Gough Whitlam dies aged 98; Family says 'loving and generous' father was 'source of inspiration'
Updated2 minutes agoTue 21 Oct 2014, 9:07am
Former Australian prime minister Gough Whitlam has died.
Mr Whitlam led the country through a period of massive social change from 1972 to 1975 before his ousting by governor-general Sir John Kerr.
"Our father, Gough Whitlam, has died this morning at the age of 98," Mr Whitlam's family said in a statement.
"A loving and generous father, he was a source of inspiration to us and our families and for millions of Australians.
"There will be a private cremation and a public memorial service."
Mr Whitlam leaves a legacy of unprecedented and unmatched change in Australian politics.
Arguably, he was as much lauded for his reformist leadership and eloquence as he was lambasted for his autocratic style and profligacy.
But it is for being at the centre of Australia's most ferocious political storm, the "Dismissal", that Mr Whitlam will forever be remembered.
Mr Whitlam remained one of Australia's most towering figures despite being the country's only prime minister to be sacked, a touchstone moment in the nation's political history.
He led Labor to its first victory in 23 years at the December 1972 election on the back of the famous "It's Time" campaign before being sensationally sacked by Sir John on November 11, 1974.
His dismissal was prompted by a refusal by parliament's upper house, where his Labor Party did not hold a majority, to pass a budget bill until the government agreed to call a general election.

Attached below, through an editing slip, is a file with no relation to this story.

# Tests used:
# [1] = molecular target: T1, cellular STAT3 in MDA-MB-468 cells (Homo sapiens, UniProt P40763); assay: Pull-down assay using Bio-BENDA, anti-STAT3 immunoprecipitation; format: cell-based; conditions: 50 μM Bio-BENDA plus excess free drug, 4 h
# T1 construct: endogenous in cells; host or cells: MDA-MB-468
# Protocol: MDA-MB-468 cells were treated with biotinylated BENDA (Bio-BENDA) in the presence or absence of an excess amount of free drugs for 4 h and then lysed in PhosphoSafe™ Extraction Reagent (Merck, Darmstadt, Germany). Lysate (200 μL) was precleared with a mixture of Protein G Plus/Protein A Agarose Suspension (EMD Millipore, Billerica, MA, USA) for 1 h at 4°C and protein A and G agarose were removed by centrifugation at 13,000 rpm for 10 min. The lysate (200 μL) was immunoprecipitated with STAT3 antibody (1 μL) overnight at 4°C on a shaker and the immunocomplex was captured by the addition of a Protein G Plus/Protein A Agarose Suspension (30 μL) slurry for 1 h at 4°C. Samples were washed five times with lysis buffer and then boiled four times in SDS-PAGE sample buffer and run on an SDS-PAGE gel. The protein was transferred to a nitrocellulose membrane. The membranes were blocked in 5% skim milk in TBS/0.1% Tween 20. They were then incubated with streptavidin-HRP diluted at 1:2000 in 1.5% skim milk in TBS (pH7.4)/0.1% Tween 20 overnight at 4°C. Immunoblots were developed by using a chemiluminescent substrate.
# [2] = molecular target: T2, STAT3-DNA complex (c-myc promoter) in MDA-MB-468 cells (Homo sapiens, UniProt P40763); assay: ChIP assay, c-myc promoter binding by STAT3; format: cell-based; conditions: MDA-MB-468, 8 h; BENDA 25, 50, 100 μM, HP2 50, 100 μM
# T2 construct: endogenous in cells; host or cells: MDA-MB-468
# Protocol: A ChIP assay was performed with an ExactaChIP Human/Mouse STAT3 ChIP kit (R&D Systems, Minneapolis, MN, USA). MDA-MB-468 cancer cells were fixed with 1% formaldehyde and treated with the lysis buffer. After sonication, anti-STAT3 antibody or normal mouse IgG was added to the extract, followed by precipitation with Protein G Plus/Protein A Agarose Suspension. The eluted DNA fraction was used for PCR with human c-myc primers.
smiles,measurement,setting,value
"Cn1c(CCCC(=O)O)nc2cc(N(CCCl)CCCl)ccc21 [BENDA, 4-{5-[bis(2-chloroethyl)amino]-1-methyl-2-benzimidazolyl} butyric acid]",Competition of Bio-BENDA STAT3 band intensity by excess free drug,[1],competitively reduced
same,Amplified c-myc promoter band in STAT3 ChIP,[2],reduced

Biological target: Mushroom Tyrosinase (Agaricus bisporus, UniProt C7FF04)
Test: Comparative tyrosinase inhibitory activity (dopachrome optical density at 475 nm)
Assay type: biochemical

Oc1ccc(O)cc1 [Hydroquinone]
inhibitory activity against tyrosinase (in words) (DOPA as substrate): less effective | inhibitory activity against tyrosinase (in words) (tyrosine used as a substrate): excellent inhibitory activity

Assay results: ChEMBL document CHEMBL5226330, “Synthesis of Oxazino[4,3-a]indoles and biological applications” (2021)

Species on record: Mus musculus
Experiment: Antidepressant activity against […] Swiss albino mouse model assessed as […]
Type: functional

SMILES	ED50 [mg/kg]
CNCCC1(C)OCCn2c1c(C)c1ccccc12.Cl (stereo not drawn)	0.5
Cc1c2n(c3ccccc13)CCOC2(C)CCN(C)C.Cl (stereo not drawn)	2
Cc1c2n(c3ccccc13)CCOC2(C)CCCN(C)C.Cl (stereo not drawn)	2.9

To end the impasse, Sir John took the unprecedented step of sacking Mr Whitlam and installing then opposition leader Malcolm Fraser as caretaker prime minister.
For the first, and so far only, time in Australian history, the head of state used his constitutional powers to dismiss the government of the day.
Malcolm Fraser was appointed caretaker PM while the country reeled from the episode.
Despite being in power for only three turbulent years, Mr Whitlam launched sweeping reforms of the nation's economic and cultural affairs, cementing his place as one of Australia's most revered leaders.
He stopped conscription, introduced free university education, recognised communist China, pulled troops from Vietnam, abolished the death penalty for federal crimes and reduced the voting age to 18